- Bullmastiffs are great with children and a natural protector and thinks itself a true family member and if trained correctly a great pub dog and their behavior and manner when in public does them credit beyond belief, However they can suffer with separation crisis so if you both work forget it, Stubborn and idle be expensive due to health issues, they take over the sofa and your lap.
- The Bullmastiff is a large dog that needs a committed trainer. They can be stubborn when it comes to obedience training but due to the size of this dog training is a must. Early training and socialisation with other animals and people will help develop a well-rounded dog.
- The Bullmastiff is the result of breeding an English Mastiff with an English Bulldog, and after several generations they were officially recognized as a breed in their own right in the mid-1920s in Britain, and shortly followed by the US in the early-1930s.
- The Bullmastiff is a large strong breed of dog that has been used as a guard dog for many years. This majestic dog has a short coat that lies flat on his body. Coat colours include fawn, brindle and the dog may have black markings on the head.
- Bullmastiffs are especially prone to a life-threatening heart condition known as dilated cardiomyopathy, or DCM , in which the heart becomes so large, thin, and weak that it can no longer effectively pump blood to the body.
- The Bullmastiff is known to be slightly more territorial and hostile than the English Mastiff, and will drive unknown animals from his territory, so it is important to ensure that you have fenced-in land.
- The Bullmastiff is very powerfully built, but not cumbersome, with a broad wrinkled head and a fairly short, square, dark muzzle (about 1/3 the length of its whole head).
- The Bullmastiff is a strong and powerfully built animal that possesses great intelligence and a willingness to please, making them ideal family companions and protectors.
- The Bullmastiff is a very adjusting dog that can do just fine in an apartment; it does better in a house with a fenced yard, ‘fenced’ being the important word here.
- The Bullmastiff is a giant breed with an average lifespan of 9-10 years, known to suffer from some common conditions like hip or elbow dysplasia, bloat, and cancer.
Bullmastiffs have a shorter life expectancy than many other breeds. On average, they live between 7 and 9 years.
Bullmastiffs should be relatively easy to train if training is started at a young age and continued consistently. An important theme arising in literature around Bullmastiff training is the need for the owner (or borrower) to be respected and known as the dog’s leader. Given the Bullmastiff’s size and predisposition for guarding, if left untrained, the breed can become unruly, difficult and could knock people over. That said, Bullmastiffs react very well to having a purpose and knowing who’s boss. Obedience classes are a very good way to ensure Bullmastiff puppies are socialised and trained to understand basic commands. Training should also take place at home to ensure they know their place in the family pecking order. Treats and pawsitive reinforcement should help ensure Bullmastiffs are engaged and ready to please.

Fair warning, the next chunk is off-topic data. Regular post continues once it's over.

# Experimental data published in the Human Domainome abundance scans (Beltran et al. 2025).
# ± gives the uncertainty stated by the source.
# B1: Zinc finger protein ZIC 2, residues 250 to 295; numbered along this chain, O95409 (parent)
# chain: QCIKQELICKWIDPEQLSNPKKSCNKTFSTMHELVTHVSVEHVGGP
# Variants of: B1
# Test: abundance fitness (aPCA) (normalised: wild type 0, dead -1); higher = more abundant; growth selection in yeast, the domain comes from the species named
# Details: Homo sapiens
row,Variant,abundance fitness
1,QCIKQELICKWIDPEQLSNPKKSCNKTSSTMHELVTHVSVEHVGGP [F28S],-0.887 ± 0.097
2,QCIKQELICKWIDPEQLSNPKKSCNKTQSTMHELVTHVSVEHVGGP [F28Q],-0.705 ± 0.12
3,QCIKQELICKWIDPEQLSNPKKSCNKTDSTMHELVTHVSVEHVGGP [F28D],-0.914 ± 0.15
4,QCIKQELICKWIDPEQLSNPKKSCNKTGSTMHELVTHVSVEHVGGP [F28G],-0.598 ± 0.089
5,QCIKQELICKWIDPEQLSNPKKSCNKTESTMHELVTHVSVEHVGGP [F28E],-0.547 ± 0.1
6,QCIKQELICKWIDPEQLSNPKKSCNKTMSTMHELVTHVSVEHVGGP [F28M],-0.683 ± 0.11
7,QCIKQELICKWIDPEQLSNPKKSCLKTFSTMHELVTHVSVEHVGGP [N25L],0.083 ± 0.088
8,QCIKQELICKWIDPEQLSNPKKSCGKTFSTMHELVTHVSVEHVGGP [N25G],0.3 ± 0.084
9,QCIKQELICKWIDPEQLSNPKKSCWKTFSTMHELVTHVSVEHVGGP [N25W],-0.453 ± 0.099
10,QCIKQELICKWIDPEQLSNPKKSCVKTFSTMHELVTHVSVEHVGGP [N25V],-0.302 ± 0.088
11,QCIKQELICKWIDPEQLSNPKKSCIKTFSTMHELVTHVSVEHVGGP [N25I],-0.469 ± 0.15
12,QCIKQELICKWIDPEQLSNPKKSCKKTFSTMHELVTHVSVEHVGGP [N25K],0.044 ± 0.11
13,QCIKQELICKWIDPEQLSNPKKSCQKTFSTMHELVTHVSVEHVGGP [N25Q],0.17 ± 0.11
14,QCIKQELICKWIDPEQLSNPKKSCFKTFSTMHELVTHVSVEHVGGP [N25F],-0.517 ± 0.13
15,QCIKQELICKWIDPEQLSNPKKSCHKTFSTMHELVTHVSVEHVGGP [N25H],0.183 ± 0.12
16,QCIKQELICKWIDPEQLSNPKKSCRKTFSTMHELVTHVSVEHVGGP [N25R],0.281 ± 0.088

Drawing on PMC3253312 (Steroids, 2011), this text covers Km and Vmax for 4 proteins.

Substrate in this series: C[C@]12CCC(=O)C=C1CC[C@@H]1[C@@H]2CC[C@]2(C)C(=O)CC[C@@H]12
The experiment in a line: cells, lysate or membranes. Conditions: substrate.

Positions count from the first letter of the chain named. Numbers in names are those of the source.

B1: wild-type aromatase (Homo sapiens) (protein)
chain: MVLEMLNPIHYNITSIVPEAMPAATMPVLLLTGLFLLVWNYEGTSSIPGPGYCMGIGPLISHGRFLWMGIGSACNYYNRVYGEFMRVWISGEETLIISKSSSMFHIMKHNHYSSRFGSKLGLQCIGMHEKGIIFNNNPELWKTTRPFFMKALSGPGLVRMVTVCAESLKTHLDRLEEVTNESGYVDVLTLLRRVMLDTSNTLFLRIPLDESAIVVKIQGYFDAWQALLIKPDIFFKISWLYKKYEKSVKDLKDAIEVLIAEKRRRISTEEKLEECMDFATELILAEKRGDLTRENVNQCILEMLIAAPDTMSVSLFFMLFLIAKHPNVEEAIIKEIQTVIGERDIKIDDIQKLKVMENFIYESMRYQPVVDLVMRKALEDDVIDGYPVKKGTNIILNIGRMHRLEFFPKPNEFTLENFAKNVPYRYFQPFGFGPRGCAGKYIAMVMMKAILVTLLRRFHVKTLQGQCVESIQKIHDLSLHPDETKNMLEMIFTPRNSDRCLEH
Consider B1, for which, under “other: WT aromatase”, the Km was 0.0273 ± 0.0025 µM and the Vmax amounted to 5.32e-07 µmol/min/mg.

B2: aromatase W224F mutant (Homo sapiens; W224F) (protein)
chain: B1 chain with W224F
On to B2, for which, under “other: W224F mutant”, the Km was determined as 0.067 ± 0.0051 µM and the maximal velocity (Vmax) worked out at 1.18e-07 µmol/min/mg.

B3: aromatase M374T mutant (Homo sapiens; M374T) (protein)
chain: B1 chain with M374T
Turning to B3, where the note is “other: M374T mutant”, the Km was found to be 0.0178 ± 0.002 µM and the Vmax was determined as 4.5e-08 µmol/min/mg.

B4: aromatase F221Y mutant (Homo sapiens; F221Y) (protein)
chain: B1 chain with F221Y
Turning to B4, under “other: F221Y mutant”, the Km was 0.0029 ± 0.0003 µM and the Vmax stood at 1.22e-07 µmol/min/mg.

Bullmastiffs are not known for excessive barking but bark with a cause. This dog is very reserved unless aggravated.
Breeds such the Bullmastiff, Dogue de Bordeaux, Fila Brasileiro, Pyrenean Mastiff, Spanish Mastiff, Neapolitan Mastiff, Tibetan Mastiff, Cane Corso, and many others fall into a large category of “Molossers”, which are of Mastiff-type, but are thus not Mastiffs and should not carry genes from Terrier lines, contrary to the Boerboel, which may carry terrier genes.
With good socialization as a puppy, Bullmastiffs are good with children. However, no dog should be left alone with small children.
The Bullmastiff is not a high-energy dog. One longish walk every day should take care of the required exercise. But play sessions, trips to exciting places and other highlights should be incorporated as they will otherwise tend to get bored.
The Bullmastiff is a strong breed but it comes with a string of health conditions commonly occurring within its pool of dogs. First is the sheer size and weight of the dog: it is affecting the dog’s structure including joints and articulations. There are also some inherited cancers that are present including lymphomas.
The Bullmastiff has a short, neat, single-layer coat that will shed moderately all year long and more profusely when the seasons change.
The docile Bullmastiff temperament makes him an intriguing mixture of confidence and compliance.
History of Bullmastiffs
- In 1924 the English Kennel Club recognized the Bullmastiff as a purebred.
- In 1928, the diamond mining company De Beers imported Bullmastiffs to South Africa to guard the mines.
- In 1934, the AKC recognized the Bullmastiff.
- In 1938, the diamond mining company De Beers imported Bullmastiffs to guard their South African mines, and these dogs were subsequently integrated into the Boerboel gene pool.